In the animal-loving world, we seem to have an unspoken agreement that we will love, protect and keep the animals that come across our path. For the most part, we fur parents do just that. What happens though, when you bring an animal into your home that turns out to be a bad fit? I've had several clients struggling with something like this recently and I think it bears bringing up. Not every animal will be well suited to your home. Perhaps it's because of the environment. Perhaps it's their personality or their needs. Perhaps it is other animals in the household who are unable or unwilling to adapt to having them there. There could be a myriad of reasons. Essentially, it leaves us with two choices. We either stick it out and find some way to make it work or we find a new home for that animal. Sometimes neither option feels great.
On one hand, there is certainly plenty of reason to give it a little more time. A day or two may not be enough to know if we can work our differences out right? But then again, if it is clear from the get-go that this animal is not going to work out in your home, perhaps it is best to find them a new home before they have bonded to you.
So let's talk about rehoming. Surrendering an animal has a pretty cold empty feeling to it. If you end up in this situation, I would urge you to do the legwork to find a good home yourself. Perhaps that does come in the form of a rescue. Many rescues are breed-specific and will very well understand the needs of the animal that you are rehoming. That is a great option. Another, is to reach out to your field of friends and family and see if they or someone that they know and trust would be willing to take this animal companion on. Just because they are not a good fit at your house doesn't mean that their forever home can't be right around the corner. I think this is a better option when one is struggling with the idea of keeping a home a pet in their home. If you or the other animals in your house are significantly impacted in a negative way by having this pet there, you are not doing the animal any favors by keeping it. Sometimes we may just be the stepping stone to their forever situation. I think it takes some courage and a lot of humility to recognize when there is a poor fit. It is not a failure to recognize what you can and cannot offer to an animal companion. After all, they deserve to be in the very best situation just as much as you do.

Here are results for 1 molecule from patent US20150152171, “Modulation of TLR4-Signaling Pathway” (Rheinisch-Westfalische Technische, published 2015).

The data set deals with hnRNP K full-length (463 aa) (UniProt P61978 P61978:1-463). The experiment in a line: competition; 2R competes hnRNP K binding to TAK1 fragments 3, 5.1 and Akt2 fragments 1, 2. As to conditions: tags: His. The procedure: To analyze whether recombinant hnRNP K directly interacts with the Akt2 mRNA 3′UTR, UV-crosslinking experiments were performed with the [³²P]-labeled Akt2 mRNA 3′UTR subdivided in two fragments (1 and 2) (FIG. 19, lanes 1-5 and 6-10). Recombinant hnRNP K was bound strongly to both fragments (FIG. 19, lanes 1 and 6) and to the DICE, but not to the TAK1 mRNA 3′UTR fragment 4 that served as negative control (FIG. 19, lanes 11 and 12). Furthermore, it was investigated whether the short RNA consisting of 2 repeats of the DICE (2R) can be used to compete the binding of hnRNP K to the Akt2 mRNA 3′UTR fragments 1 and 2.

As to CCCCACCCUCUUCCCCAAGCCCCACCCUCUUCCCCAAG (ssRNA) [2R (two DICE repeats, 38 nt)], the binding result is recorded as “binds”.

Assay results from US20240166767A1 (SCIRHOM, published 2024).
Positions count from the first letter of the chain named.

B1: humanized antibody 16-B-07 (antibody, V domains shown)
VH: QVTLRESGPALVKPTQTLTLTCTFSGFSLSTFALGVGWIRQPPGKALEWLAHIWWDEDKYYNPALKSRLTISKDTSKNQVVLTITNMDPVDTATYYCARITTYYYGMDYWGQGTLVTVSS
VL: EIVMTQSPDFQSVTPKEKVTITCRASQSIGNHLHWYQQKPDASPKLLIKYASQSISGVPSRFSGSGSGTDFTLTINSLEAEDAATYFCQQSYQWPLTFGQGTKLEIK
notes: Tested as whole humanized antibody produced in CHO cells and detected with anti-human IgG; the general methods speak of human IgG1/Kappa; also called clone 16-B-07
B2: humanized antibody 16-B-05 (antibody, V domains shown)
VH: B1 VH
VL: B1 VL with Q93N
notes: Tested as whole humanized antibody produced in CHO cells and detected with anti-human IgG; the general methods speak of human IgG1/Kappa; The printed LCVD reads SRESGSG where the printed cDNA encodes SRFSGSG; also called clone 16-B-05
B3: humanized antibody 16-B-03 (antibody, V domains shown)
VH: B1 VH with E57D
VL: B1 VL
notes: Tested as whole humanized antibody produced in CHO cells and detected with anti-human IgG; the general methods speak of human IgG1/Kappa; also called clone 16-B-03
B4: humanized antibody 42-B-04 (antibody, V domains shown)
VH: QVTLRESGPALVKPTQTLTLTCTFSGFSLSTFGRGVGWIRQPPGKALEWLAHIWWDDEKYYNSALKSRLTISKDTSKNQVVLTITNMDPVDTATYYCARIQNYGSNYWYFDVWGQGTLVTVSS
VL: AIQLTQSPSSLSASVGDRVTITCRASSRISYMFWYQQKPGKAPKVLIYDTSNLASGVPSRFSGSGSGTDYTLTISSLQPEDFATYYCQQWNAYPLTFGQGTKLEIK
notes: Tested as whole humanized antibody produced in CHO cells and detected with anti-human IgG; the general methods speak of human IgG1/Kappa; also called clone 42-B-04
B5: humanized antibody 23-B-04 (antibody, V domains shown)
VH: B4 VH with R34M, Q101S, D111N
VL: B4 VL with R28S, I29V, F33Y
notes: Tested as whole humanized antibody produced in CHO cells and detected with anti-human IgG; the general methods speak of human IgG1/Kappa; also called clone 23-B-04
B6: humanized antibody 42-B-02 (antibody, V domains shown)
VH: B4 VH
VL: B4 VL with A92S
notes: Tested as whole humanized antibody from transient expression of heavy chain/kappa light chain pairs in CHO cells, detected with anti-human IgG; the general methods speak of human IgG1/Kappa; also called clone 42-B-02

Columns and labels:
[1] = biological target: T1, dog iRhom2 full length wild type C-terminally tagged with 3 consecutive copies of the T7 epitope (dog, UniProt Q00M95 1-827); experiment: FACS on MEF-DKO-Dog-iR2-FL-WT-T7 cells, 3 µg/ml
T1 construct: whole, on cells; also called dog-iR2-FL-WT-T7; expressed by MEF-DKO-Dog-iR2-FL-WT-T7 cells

Whatever you decide to do, set yourself free from the guilt. Beating yourself up and making you yourself feel terrible for surrendering an animal is silly. So long as you know that you have done the best you can with the information that you have, there is no reason for regrets.